Also, keep in mind that any fool can write a blog. Don’t believe everything you read. Many bloggers will simply regurgitate something they read on someone else’s blog, without doing any independent research. This is how misinformation gets distributed so thoroughly that eventually people start believing that it is definitive and proven.

Be skeptical. Ask questions.

(Unfortunately, Women’s Health is not the only one guilty of repeating misinformation. Two other websites that drive me crazy are Skin Deep, a database administered by the Environmental Working Group, and Livestrong. However, this post is already long enough, and your brain is probably full, so I will take a look at these organizations tomorrow in Part 2.)

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Comments on: "Don’t believe everything you read (Part 1)" (18)

  1. Excellent Post, Marg!! Thank You for sharing and taking the time to write this for us not just once, but TWICE!! LOL!! Could not believe me eyes when I saw that magazine blurb yesterday!! looking forward to your next post!! i will be sharing with my customers and FB friends!

  2. Catherine said:

    VERY WELL SAID!!

  3. Reblogged this on Soap Making Classes and commented:
    Love this quote “Consumers need to be aware that every manufacturer, whether they are a large commercial operation or a small handcrafted soapmaker, is ultimately trying to get you to open up your wallet and buy something, and many of them will go to outrageous lengths to do so. Every magazine is trying to fill their pages with content to make you buy the issue. You must educate yourself. Just because you read something on the Internet or in a major magazine, it doesnโ€™t make it true. Donโ€™t believe something just because its a major company giving you the information, or because its featured in a multi-million dollar advertising campaign.” Well Said!

  4. Marg– Thank you for blogging about this! It needs to be mentioned and we need to educate the general public. I wanted you to know I re-blogged your post on my wordpress blog page as well.

  5. Tracy Whitt said:

    Thank you for writing this and getting the facts straight for the public.

  6. A soaper friend of mine posted this on FB, so I clicked through because if she posts something informative, it’s worth reading. No disappointment here! Great post!

    AND best of all, I love the “any fool can blog” comment, and though you don’t explicitly say it, your tone is very much one of “please don’t take me at my word. check my facts, I beg you” and that goes a LONG way toward me (and others like me) taking this post seriously and doing exactly that.

    The result is a more informed citizen (so you’ve done your public service…check) and hopefully more sales for you and my soaper friend, and everyone else out there who makes wonderful soaps and creams, etc.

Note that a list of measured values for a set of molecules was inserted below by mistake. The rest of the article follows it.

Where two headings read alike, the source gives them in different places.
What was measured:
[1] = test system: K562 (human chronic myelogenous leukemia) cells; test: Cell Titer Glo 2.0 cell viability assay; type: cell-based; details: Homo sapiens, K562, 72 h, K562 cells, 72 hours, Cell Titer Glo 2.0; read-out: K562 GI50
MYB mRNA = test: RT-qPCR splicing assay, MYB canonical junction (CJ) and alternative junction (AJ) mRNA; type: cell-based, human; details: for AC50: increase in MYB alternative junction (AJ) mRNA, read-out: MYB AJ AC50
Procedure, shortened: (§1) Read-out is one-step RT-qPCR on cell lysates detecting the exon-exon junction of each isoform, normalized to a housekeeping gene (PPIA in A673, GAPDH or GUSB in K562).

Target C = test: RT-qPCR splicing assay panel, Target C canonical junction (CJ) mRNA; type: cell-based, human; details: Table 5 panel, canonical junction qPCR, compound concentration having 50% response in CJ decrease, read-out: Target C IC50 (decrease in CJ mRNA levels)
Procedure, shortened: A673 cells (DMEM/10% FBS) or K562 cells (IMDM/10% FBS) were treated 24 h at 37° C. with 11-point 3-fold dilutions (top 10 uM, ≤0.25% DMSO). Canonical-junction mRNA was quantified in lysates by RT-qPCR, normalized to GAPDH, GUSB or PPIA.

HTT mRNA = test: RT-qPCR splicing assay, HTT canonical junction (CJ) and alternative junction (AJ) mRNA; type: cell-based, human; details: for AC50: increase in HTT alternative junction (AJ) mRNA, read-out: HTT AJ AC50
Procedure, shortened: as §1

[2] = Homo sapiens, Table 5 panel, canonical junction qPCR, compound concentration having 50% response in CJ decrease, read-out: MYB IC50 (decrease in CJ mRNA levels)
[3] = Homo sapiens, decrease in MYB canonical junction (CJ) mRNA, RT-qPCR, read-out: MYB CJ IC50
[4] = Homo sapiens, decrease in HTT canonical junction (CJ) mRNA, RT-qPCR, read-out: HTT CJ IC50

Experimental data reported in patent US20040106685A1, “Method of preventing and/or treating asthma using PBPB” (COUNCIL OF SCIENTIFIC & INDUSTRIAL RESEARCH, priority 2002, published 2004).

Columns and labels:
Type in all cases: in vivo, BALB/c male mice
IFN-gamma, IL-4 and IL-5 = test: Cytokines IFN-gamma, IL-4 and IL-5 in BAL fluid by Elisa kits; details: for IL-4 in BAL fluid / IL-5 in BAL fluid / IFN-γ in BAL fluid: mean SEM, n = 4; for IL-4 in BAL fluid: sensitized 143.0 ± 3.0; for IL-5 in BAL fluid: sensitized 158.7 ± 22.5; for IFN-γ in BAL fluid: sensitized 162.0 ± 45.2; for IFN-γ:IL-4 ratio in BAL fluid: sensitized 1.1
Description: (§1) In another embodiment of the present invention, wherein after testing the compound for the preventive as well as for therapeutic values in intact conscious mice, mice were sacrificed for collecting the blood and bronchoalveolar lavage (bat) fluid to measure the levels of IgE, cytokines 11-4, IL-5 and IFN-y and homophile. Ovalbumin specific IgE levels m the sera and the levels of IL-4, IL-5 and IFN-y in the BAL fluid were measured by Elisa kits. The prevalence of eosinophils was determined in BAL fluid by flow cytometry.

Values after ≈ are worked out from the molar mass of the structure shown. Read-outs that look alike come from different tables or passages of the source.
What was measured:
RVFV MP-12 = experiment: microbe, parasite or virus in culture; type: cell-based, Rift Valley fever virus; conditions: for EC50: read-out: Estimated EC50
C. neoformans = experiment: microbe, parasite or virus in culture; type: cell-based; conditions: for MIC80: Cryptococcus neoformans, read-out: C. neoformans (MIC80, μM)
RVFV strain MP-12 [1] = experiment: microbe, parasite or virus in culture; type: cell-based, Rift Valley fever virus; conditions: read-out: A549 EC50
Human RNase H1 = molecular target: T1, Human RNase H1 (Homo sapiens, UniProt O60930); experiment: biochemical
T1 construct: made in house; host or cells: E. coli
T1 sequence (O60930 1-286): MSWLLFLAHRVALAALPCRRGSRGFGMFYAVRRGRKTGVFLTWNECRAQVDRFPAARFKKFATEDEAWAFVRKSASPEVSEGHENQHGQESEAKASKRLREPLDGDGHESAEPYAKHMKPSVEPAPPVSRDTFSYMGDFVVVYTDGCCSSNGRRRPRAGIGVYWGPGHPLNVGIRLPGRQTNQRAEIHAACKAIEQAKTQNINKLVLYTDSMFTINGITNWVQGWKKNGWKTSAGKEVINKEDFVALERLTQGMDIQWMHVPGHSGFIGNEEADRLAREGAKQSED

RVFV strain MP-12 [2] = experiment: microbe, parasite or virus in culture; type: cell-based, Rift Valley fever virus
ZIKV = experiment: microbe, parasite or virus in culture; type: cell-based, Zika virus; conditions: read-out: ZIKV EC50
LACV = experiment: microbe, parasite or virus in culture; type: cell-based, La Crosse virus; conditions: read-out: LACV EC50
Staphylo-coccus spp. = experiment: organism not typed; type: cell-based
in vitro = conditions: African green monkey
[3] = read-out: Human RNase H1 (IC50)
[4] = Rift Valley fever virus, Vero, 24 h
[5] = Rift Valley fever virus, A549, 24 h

• Thank you Suzanne! I’m so glad you got the message in the way it was intended. When I started blogging I questioned why I was qualified to comment on this industry. There are so many other people who have much more knowledge and can write better than I do. I ultimately realized that its not about knowing everything, it’s about shining a light on something in a way that makes people curious enough to go take a closer look themselves.

  7. Hi Marge,

    New here and don’t even know how to use this Blog thing. I read a blurb of the article in question on another blog and followed you here. Am an old hippie and we boycott and are very vocal about injustices. My email to Kiss My Face follows:

    Hello,

    Your article in the July/August issue of Women’s Health Magazine, page 50, is so blatantly a publicity stunt in marketing, such an outright lie, and so horribly incorrect and damning that my mission from now on is to help bring down Kiss My Face. Even if only one customer at a time, the truth will be told. The chemist who was quoted in this article, if correct, is so ‘in your pocket’ that she is absolutely worthless to anyone, and ignorant. Every soap class that I teach, every farmers market that I attend, every email that is answered, every person on the street with whom I speak about health and beauty, will know about this. Enjoy your corrupt profit margin.

    Soapcerely,
    Patricia Westervelt – gourmet soaps

    Thank you for what you are doing, great job, keep on m’dear! I must since I’m a retired esthetician with eczema.There are too many of us out there that literally need real soap just to stay comfortable.

  8. Marge, this is a terrific article! I’m going to share it on my Facebook page. Thanks for posting it.

  9. Great post! I recently got into soap-making and it’s made me obsessed with reading ingredients on almost everything I buy! It’s so interesting how consumers (and myself) fall for products that state the main ingredient is olive oil, shea butter, jojoba oil or some other moisturizing element and then you look at the ingredients and that is the last one on the list behind all the chemicals!

    • I hear you Mya. Hopefully if enough us keep blogging about how to read labels, and encouraging consumers to look past the glitzy marketing and figure out what exactly is (or is not) in their products, we can get people to make better, more informed choices.